Protecting Your Brand and Customers During a Pandemic, Part 2

This post was co-authored by Duane Morris partner Alain Villeneuve and patent agent Nicole Candelori, and it is the second installment of a multipart series. 

In Tuesday’s post, we helped you diagnose and address the misuse of your brand as part of a website’s URL address. We hope this was useful. Recently, because of some desperation to sell low-quality goods, there has also been a dramatic increase in the misuse of leading brand names to sell infringing and/or counterfeit goods. The brand names are often used as part of a longer semi-descriptive name of a product on an online retailer site. We have also observed these brand violations on fully structured websites and in social media ads that draw to these pages. As part of these websites, your brand could be used somewhat descriptively in the title, in part of the product description text, in strangely frequent occurrences in the reviews, or simply in a comparison. Use of your mark, sprinkled on webpages, helps internet search engines find this abuser’s page, and these uses are most often illegal.

The USPTO Public Advisory Committee Meeting presentation in July of 2019 showed that China alone was at the heart of more than half of foreign filings of brands because it clearly is the source for most lower priced substitute goods: [1]

Foreign parties, while unable to secure rights over your mark, often use a “random store brand” as an online storefront. The U.S. Trademark Office has recently changed its rules to force foreign actors to offer their own contact information, email information, and the full contact information for a U.S. trademark attorney. The same way the WhoIs record helped identify relevant contacts for URLs (e.g., the domain owner, registrar, and host), this information is helpful to locate your infringer.

  • Visit The USPTO Website

The USPTO website offers a trademark search tool called TESS. In it, you can search the name of the “random store brand” that misuses your own brand. This will allow you to find helpful contact information (e.g. the owner’s name and address and their attorney’s e-mail address and phone number). The information you seek is under a blue tab called “TSDR” on the top of the page for the trademark you have searched.

  • Report To The Retailer When One Is Present

Retailers abhor infringement; their Terms and Conditions always make it clear that such brand infringement has no place on their website. Every large retailer website today offers tools to help report misuses of trademarks. These resources are often found in the bottom portion of the website under “Report an Intellectual Property Violation.” To file a report, you will need to have the number on your certificate of registration on hand and often a PDF copy of the issued certificate.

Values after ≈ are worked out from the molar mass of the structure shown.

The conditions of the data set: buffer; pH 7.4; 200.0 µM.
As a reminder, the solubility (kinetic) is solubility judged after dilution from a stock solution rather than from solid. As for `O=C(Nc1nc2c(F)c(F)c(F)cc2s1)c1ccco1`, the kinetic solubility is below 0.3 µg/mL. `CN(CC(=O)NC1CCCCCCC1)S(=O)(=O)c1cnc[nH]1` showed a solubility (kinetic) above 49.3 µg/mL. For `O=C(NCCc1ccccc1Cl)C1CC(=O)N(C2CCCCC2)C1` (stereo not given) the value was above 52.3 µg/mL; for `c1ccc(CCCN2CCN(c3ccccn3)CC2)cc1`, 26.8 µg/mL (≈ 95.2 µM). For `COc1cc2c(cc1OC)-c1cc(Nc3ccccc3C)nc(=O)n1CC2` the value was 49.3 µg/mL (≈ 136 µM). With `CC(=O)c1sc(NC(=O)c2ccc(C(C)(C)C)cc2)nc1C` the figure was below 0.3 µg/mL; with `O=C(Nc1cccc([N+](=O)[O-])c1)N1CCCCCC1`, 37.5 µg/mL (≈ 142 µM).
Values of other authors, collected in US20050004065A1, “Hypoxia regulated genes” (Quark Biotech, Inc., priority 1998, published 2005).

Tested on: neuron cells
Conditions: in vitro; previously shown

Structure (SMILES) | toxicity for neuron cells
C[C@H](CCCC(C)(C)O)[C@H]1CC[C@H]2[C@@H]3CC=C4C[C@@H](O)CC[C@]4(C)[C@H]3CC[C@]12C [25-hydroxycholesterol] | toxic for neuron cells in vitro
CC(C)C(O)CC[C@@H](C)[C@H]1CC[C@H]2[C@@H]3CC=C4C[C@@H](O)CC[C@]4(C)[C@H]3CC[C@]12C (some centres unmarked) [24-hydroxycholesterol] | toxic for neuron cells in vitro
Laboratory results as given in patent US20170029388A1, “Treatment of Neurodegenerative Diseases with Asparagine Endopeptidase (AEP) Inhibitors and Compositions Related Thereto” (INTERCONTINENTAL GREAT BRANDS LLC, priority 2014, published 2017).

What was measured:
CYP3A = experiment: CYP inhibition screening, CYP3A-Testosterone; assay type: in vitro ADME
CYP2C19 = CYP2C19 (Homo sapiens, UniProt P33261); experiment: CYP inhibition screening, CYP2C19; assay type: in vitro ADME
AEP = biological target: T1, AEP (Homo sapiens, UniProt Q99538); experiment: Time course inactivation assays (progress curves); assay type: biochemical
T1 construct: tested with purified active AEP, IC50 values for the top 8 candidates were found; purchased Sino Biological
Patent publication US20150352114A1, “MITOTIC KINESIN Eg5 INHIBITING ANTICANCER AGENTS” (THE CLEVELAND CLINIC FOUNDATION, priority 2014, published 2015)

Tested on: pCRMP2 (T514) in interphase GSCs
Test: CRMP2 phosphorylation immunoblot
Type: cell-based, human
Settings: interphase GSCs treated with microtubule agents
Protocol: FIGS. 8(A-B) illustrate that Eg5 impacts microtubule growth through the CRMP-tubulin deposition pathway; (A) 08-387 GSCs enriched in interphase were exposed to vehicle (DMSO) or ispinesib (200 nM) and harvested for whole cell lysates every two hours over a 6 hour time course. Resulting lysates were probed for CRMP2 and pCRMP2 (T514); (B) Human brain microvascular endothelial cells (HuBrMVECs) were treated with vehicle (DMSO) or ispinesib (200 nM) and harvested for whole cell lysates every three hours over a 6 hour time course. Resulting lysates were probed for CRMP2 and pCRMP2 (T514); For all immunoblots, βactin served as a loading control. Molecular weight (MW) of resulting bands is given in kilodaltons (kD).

Retailers may also provide resources for reporting counterfeit goods. Counterfeiting differs from simple trademark infringement in that counterfeiters pretend their goods are your legitimate goods. Counterfeiters will confuse buyers to a point where they believe the product is in fact yours. On the other hand, a simple trademark infringer will often just misuse your brand to their benefit (e.g. by implying a relationship with your trusted brand). For instance, a new company might use your trademarked slogan in advertising its similar product to lure customers in, which would infringe your trademark but not necessarily make their products counterfeits. However, if the new company sold a product that appeared to actually be yours but was not made or authorized by you, that product would be a counterfeit good.

  • Social Media Ads

In today’s social media world, product ads are often posted on popular social media websites, and with a single click these ads can redirect to standalone websites outside of the jurisdiction. Even if the standalone website does not use your mark, it is illegal to draw in customers by using your protected word or expression in the ad. For example, using something like “the latest car named X here, much better than the famous Y and Z brands sold for 200% more!” is not fair use or descriptive and violates state trade laws and trademark law even if your brand is not registered.

Social media platforms are now very good at offering tools for reporting illegal ad posts. Often, they are found in the upper right corner of the ad under the three little dots. These tools are intuitive but require a long process in which you will again be asked to input your trademark registration number, full contact information, and the type of violation encountered. Once again, all counterfeits are also trademark violations, but not all trademark violations qualify as counterfeit. To be on the safe side, you can report misuse of your brand as a trademark violation and simply place a note in the remarks that you believe it also is a counterfeit.

For further specifics on these issues, please do not hesitate to contact the authors.

[1] USPTO Public Advisory Committee Meeting, July 2019, available at: https://www.uspto.gov/sites/default/files/documents/TPAC_JULY2019-Quarterly-Meeting.pdf